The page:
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Warnings for Reglan Tardive Dyskinesia Need to be Stark

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Washington, DCIt's hard to imagine the devastation of Reglan side effects on a person. Indeed, the term "side effects" is so overused in today's pharmaceutical drug industry that people tend to get desensitized to it. But in the case of Reglan tardive dyskinesia, simply dealing with it is something else again.

You can't hide or deny tardive dyskinesia (TD), a condition characterized by involuntary movements that threaten your job, your social life, your livelihood. For some, the only recourse is to seek financial aid through a Reglan lawsuit.

There's no hiding from tardive dyskinesia. The involuntary movements associated with TD take no prisoners. Lip-smacking, tongue-thrusting and over-the-top movement of the jaw, even intense blinking can make co-workers uncomfortable. A retail worker responsible for catering to customers will soon find himself relegated to the back room. An individual operating heavy machinery will no longer be in a position to do so safely if her limbs move involuntarily.

And there are other adverse reactions, including in infants whose mothers have been prescribed Reglan to trigger lactation. Reglan Malignant Syndrome is a serious neurological affliction that is sometimes fatal.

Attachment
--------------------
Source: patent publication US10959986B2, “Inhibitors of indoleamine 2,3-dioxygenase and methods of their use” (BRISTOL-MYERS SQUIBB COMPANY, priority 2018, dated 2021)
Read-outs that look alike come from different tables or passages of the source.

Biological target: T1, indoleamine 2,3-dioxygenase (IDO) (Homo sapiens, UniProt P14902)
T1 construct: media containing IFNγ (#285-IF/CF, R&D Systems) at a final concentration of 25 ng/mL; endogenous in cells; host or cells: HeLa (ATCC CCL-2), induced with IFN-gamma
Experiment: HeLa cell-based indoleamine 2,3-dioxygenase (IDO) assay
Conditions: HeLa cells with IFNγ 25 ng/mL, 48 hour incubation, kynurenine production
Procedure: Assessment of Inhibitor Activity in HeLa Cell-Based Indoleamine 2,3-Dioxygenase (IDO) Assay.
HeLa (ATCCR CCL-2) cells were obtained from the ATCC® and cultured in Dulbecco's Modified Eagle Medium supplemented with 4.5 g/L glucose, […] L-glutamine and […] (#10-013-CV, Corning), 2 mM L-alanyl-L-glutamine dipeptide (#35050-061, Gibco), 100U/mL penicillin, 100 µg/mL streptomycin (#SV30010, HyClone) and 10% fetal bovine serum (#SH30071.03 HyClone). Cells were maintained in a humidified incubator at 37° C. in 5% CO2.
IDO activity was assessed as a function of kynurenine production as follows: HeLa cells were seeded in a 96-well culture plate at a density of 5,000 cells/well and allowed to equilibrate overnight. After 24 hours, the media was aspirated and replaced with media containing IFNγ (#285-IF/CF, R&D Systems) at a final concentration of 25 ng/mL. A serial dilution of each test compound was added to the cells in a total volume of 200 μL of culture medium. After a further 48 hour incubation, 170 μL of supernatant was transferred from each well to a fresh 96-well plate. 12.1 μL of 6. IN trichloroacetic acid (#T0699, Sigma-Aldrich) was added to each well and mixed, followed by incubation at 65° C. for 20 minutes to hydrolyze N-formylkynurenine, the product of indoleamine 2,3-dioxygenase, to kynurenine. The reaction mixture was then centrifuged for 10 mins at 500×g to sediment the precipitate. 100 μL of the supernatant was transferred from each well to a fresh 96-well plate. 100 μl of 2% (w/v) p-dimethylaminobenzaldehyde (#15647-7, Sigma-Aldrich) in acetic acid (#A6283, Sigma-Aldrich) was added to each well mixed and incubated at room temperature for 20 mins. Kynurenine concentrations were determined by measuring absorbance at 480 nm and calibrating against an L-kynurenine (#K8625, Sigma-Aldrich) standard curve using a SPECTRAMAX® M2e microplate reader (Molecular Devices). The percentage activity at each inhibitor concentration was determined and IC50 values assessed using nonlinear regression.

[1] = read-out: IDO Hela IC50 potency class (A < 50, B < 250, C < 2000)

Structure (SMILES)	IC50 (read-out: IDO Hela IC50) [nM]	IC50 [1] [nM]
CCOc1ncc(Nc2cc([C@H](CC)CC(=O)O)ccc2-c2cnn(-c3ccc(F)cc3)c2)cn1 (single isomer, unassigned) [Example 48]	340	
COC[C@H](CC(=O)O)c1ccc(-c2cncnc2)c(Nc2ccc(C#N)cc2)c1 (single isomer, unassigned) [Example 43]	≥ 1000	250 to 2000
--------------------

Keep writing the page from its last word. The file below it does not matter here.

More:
So are the Reglan warnings enough? They certainly are strongly worded, and should be so, according to blogger Jonathan Rosenfeld.

"Clearly, TD is not a minor side effect," Rosenfeld wrote on 8/31/10. He noted that the Reglan warning as outlined on the US National Library of Medicine, National Institute of Health website pulls no punches:

"Taking metoclopramide may cause you to develop a muscle problem called tardive dyskinesia," the warning states. "If you develop tardive dyskinesia, you will move your muscles, especially the muscles in your face in unusual ways. You will not be able to control or stop these movements. Tardive dyskinesia may not go away even after you stop taking metoclopramide. The longer you take metoclopramide, the greater the risk that you will develop tardive dyskinesia. Therefore, your doctor will probably tell you not to take metoclopramide for longer than 12 weeks.

"The risk that you will develop tardive dyskinesia is also greater if you are taking medications for mental illness, if you have diabetes, or if you are elderly, especially if you are a woman. Call your doctor immediately if you develop any uncontrollable body movements, especially lip smacking, mouth puckering, chewing, frowning, scowling, sticking out your tongue, blinking, eye movements, or shaking arms or legs."

Reglan tardive dyskinesia is hardly something you can "work through" while keeping the rest of your life intact.

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